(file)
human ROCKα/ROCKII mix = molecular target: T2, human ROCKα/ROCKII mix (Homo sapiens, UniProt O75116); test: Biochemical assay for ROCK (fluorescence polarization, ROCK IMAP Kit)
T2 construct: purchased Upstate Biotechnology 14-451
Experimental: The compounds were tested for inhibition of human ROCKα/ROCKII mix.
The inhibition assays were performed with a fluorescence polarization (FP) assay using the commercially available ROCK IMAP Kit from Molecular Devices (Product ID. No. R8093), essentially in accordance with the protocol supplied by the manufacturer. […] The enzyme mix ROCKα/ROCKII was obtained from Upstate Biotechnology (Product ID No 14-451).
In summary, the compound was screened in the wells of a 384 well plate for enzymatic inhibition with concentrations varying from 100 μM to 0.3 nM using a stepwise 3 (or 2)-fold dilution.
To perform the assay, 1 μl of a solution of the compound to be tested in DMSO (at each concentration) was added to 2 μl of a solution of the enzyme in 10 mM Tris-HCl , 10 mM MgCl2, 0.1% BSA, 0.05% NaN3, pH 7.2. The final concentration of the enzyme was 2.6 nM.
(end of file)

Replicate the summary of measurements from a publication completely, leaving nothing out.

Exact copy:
human ROCKα/ROCKII mix = molecular target: T2, human ROCKα/ROCKII mix (Homo sapiens, UniProt O75116); test: Biochemical assay for ROCK (fluorescence polarization, ROCK IMAP Kit)
T2 construct: purchased Upstate Biotechnology 14-451
Experimental: The compounds were tested for inhibition of human ROCKα/ROCKII mix.
The inhibition assays were performed with a fluorescence polarization (FP) assay using the commercially available ROCK IMAP Kit from Molecular Devices (Product ID. No. R8093), essentially in accordance with the protocol supplied by the manufacturer. […] The enzyme mix ROCKα/ROCKII was obtained from Upstate Biotechnology (Product ID No 14-451).
In summary, the compound was screened in the wells of a 384 well plate for enzymatic inhibition with concentrations varying from 100 μM to 0.3 nM using a stepwise 3 (or 2)-fold dilution.
To perform the assay, 1 μl of a solution of the compound to be tested in DMSO (at each concentration) was added to 2 μl of a solution of the enzyme in 10 mM Tris-HCl , 10 mM MgCl2, 0.1% BSA, 0.05% NaN3, pH 7.2. The final concentration of the enzyme was 2.6 nM.